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Most people who have any interest at all in Sen. Obama’s campaign for president are scratching their heads over what could possibly be governing Rev. Wright’s decision to go public at this time. When I first learned that the reverend was being interviewed by Bill Moyers, I naturally assumed that he and the Obama campaign had decided upon a strategy of allowing the American people to see who the reverend really is, in order to offset the media portrayal of him. While I could understand the rationale behind such a move, it seemed to me that it was an extremely risky endeavor, and ill advised. Then I learned that not only was Rev. Wright being interviewed by Bill Moyers, but he was also going before the National Press Club, and all on his own accord, without bringing Obama into the loop. It was only then that I realized that we had a loose cannon on our hands, and we were also facing yet another political disaster.
I’ve learned a lot about my people during this campaign, but nothing has come into focus more clearly than the penchant for some of us to snatch defeat from the jaws of victory. Within an hour after Obama first announced his candidacy for the Democratic nomination you could hear the crabs stirring restlessly in the barrel. Then the first claw reached out, in the person of a supposedly enlightened Black talk show host—What kind of brother are you if you think announcing your candidacy for presidency is more important than coming on my infomercial? Then the next claw , from a so-called Black intellectual—I just want to know two things—how much do you love your people, and where you getting your money. Then came the Black politicians, pundits, and self-serving businessmen—and from there it became an absolute self-hatefest.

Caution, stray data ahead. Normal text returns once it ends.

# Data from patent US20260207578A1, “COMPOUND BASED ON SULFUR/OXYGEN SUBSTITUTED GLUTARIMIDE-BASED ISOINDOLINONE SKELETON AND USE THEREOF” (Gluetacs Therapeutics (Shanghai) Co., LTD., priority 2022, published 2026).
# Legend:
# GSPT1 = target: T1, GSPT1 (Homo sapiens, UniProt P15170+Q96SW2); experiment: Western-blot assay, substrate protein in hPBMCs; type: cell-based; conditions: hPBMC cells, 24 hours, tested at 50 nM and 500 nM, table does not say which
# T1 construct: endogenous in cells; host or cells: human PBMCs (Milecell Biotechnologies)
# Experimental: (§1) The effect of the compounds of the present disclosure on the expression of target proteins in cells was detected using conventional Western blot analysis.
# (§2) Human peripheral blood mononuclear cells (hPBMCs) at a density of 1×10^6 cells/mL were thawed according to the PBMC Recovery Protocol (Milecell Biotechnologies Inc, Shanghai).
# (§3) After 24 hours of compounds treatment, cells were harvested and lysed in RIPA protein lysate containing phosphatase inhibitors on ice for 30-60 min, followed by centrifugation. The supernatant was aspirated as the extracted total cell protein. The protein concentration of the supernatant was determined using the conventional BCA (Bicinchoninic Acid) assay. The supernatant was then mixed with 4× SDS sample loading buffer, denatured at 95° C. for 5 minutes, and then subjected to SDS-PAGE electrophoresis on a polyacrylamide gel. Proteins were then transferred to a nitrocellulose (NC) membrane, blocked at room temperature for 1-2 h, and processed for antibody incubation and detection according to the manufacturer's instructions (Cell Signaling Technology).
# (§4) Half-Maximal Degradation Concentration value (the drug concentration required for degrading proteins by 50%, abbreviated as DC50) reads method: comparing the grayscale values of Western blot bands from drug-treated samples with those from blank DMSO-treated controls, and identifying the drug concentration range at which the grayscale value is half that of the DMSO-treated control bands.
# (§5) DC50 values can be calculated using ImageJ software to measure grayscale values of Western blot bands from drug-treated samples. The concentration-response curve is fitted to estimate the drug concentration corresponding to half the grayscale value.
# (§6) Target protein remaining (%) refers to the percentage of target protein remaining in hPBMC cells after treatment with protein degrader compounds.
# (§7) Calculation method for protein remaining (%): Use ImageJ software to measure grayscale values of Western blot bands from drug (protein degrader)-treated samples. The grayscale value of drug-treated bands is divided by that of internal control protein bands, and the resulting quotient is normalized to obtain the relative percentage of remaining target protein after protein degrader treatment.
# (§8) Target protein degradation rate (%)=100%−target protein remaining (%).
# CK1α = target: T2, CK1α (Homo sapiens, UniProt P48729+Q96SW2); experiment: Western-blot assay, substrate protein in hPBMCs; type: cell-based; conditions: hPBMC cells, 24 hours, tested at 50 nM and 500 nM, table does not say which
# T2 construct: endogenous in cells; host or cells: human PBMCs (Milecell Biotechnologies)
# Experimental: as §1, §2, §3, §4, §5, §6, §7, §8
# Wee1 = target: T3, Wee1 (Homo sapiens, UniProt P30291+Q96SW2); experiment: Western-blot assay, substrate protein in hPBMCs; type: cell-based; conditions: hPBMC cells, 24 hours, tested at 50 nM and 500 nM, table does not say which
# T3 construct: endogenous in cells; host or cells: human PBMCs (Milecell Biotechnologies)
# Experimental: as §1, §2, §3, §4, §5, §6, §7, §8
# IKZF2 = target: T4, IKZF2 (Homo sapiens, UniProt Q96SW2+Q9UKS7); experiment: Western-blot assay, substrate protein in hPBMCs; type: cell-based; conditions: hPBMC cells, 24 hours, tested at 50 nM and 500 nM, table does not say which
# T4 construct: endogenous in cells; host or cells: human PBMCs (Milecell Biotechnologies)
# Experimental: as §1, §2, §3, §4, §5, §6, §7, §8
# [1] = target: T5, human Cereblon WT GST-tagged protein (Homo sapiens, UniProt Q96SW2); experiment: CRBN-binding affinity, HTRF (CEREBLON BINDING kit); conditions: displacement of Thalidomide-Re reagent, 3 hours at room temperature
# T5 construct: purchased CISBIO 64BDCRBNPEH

Thankfully, due to the thinly veiled dismissive remarks of our “First Black president”, the people in the community began to see through the ignorance of our failed leadership, and came to rally around this impressive young brother. But unfortunately, we found that a history of envy, self-service, and egomania is a tenacious foe, and will only die after a slow, lingering, and agonizing struggle.
If we’er ever going to correct this situation in the Black community, instead of trying to defend our Black icons who behave inappropriately, we must refer back to the wisdom that we learned in order to survive on the street, and simply call a hat a hat. And in this case, the hat that Rev. Wright is sportin’ is one of unabashed self-service.
Rev. Wright knows full well that his previous remarks have severely undermined Sen. Obama’s pursuit for the Democratic nomination. He also knows that we are now at a crucial point in the nominating process. So why would he—literally, and in God’s name—choose this moment to lose his mind?
His answer to that question is as lame as they come. He said, “They’re talking about my momma”, the Black church. His response was reminiscent of Hillary Clinton’s lament about her yearning need to save America, and it came off just a phony. The Black church doesn’t need Rev. Wright’s defense—it was doing just fine under circumstances much more dire than we find ourselves today, and beyond that, it survived for countless generations before there even was a Rev. Wright, so he’s gonna have to come up with something better than that.